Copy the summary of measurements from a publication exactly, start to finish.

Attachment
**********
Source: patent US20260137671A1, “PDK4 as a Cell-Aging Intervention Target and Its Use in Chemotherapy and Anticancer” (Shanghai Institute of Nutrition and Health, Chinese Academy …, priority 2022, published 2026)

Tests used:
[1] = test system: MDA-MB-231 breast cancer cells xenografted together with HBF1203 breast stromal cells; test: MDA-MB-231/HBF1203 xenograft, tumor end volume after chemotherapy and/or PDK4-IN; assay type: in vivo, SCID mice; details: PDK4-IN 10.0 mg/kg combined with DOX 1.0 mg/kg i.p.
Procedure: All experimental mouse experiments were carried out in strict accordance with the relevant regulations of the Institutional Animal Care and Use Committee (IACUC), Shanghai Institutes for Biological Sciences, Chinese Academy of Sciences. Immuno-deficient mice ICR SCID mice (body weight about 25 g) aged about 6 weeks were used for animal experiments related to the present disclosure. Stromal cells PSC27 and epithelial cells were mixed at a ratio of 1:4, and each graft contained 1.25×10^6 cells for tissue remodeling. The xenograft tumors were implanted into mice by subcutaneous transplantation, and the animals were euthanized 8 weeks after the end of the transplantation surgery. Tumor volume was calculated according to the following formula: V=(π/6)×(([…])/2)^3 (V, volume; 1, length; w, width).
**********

Source: patent US20260137671A1, “PDK4 as a Cell-Aging Intervention Target and Its Use in Chemotherapy and Anticancer” (Shanghai Institute of Nutrition and Health, Chinese Academy …, priority 2022, published 2026)

Tests used:
[1] = test system: MDA-MB-231 breast cancer cells xenografted together with HBF1203 breast stromal cells; test: MDA-MB-231/HBF1203 xenograft, tumor end volume after chemotherapy and/or PDK4-IN; assay type: in vivo, SCID mice; details: PDK4-IN 10.0 mg/kg combined with DOX 1.0 mg/kg i.p.
Procedure: All experimental mouse experiments were carried out in strict accordance with the relevant regulations of the Institutional Animal Care and Use Committee (IACUC), Shanghai Institutes for Biological Sciences, Chinese Academy of Sciences. Immuno-deficient mice ICR SCID mice (body weight about 25 g) aged about 6 weeks were used for animal experiments related to the present disclosure. Stromal cells PSC27 and epithelial cells were mixed at a ratio of 1:4, and each graft contained 1.25×10^6 cells for tissue remodeling. The xenograft tumors were implanted into mice by subcutaneous transplantation, and the animals were euthanized 8 weeks after the end of the transplantation surgery. Tumor volume was calculated according to the following formula: V=(π/6)×(([…])/2)^3 (V, volume; 1, length; w, width).